The World Health Organization has designated the new Covid-19 variant detected in South Africa with many mutations as being "of concern," the fifth variant to be given the designation.
The WHO said in a statement that it had assigned the B.1.1.529 variant the Greek letter Omicron.
Authorities around the world have reacted with alarm to the new variant, with the EU and Britain among those tightening border controls as researchers sought to establish out if the mutation was vaccine-resistant.
Hours after Britain banned flights from South Africa and neighbouring countries and asked travellers returning from there to quarantine, the WHO cautioned against hasty travel bans.
"It's really important that there are no knee-jerk responses here," said the WHO's emergencies director Mike Ryan, praising South Africa's public health institutions for picking up the new variant of the virus that causes Covid-19.
"Because we've seen in the past, the minute that there is any mention of any kind of variation, then everyone is closing borders and restricting travel."
The WHO said it would take weeks to determine how effective vaccines were against the variant.
South Africa's health minister Joe Phaahla called the travel restrictions "unjustified", though he also said preliminary studies suggested the new variant may be more transmissible.
European Commission chief Ursula von der Leyen said the EU also aimed to halt air travel from the region. Several other countries including India, Japan and Israel toughened curbs.
"It is now important that all of us in Europe act very swiftly, decisively and united," von der Leyen said. "All air travel to these countries should be suspended until we have a clearer understanding about the danger posed by this new variant."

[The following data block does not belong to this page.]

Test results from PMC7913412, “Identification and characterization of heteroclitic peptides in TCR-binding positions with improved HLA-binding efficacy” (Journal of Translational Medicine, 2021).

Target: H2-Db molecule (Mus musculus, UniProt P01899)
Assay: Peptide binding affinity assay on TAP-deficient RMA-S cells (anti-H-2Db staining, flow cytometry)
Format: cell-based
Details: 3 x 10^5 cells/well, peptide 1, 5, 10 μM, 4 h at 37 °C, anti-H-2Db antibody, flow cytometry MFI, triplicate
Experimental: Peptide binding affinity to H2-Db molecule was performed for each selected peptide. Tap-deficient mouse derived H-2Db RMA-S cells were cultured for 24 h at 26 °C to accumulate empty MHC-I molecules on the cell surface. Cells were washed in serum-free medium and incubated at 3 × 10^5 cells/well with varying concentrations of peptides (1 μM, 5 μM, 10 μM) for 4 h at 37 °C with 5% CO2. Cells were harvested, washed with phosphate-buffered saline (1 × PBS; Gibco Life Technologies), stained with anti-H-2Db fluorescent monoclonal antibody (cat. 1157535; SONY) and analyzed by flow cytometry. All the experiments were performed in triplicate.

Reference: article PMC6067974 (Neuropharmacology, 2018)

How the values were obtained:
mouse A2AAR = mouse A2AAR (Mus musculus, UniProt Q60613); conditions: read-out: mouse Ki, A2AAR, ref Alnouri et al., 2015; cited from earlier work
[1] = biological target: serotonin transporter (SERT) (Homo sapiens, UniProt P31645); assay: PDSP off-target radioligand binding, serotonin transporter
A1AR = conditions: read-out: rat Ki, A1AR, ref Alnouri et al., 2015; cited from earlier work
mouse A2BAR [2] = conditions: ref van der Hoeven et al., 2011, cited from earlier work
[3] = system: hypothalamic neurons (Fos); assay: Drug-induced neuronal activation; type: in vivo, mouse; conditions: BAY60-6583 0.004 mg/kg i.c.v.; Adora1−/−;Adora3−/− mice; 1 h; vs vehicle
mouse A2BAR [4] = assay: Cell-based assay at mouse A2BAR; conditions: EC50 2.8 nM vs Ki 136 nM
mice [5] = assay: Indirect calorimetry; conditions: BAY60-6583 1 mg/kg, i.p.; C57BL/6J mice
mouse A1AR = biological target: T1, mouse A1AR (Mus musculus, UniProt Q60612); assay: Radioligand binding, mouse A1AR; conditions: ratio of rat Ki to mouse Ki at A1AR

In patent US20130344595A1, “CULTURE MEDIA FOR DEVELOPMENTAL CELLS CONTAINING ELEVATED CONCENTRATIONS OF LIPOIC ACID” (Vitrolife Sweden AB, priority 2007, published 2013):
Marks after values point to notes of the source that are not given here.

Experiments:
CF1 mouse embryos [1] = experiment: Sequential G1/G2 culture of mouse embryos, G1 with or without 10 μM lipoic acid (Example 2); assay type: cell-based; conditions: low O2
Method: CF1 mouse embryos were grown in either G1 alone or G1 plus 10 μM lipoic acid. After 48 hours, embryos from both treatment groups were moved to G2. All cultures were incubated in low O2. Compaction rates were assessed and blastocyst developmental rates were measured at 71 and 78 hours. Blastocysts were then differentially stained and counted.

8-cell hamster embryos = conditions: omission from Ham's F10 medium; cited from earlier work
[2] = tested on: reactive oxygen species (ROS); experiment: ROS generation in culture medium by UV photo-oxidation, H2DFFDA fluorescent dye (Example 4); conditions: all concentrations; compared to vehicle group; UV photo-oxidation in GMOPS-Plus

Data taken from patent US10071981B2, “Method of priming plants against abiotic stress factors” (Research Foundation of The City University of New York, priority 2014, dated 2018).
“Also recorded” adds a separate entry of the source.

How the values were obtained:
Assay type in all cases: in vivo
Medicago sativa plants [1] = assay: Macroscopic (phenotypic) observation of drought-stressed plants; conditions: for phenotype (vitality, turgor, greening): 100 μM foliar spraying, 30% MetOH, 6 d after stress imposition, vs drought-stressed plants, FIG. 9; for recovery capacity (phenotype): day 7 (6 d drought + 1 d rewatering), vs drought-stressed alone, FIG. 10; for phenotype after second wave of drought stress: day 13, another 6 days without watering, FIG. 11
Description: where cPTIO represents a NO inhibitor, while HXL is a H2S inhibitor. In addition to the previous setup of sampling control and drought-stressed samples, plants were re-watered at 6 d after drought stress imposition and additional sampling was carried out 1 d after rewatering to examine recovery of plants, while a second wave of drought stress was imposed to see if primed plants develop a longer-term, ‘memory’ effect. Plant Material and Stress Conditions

The United States will restrict travel from South Africa – where the new mutation was discovered – and neighbouring countries effective Monday, a senior Biden administration official said.
Top US infectious disease official Anthony Fauci said there was no indication that the variant was in the United States. It was unclear whether it was resistant to current vaccines, he told CNN.
The news pummelled global stocks and oil, which plunged 10 per cent, on fears that new restrictions would hit the travel industry and already shaky economies across southern Africa.
'Most significant variant'
The variant has a spike protein that is dramatically different to the one in the original coronavirus that vaccines are based on, the UK Health Security Agency said, raising fears about how current vaccines will fare.
"As scientists have described, (this is) the most significant variant they've encountered to date," British transport secretary Grant Shapps told Sky News.
In Geneva the WHO – whose experts on Friday discussed the risks that the variant presents – warned against travel curbs for now.
It would take several weeks to determine the variant's transmissibility and the effectiveness of vaccines, WHO spokesperson Christian Lindmeier said, noting that 100 sequences of it had been reported so far.
British health minister Sajid Javid said the sequence of the variant was first uploaded by Hong Kong from someone travelling from South Africa.
"It is highly likely that it has now spread to other countries," Javid told lawmakers.
South African scientists suspect the sudden spike in infections in the country is linked to the new variant, but it is not clear how far it has spread beyond its borders.
Belgium identified Europe's first case, adding to those in Botswana, Israel and Hong Kong. Denmark has sequenced all Covid-19 cases and found no sign of the new mutation, Danish health authorities said on Thursday.
Israel imposed a travel ban covering most of Africa.
"We are currently on the verge of a state of emergency," prime minister Naftali Bennett said in a statement. "Our main principle is to act fast, strong and now."
Brazilian health regulator Anvisa recommended that travel be restricted from some African countries, but president Jair Bolsonaro appeared to dismiss such measures.
Bolsonaro has been widely criticised by public health experts for his management of the pandemic, railing against lockdowns and choosing not to get vaccinated. Brazil has the world's second-highest death toll from the virus, behind only the United States.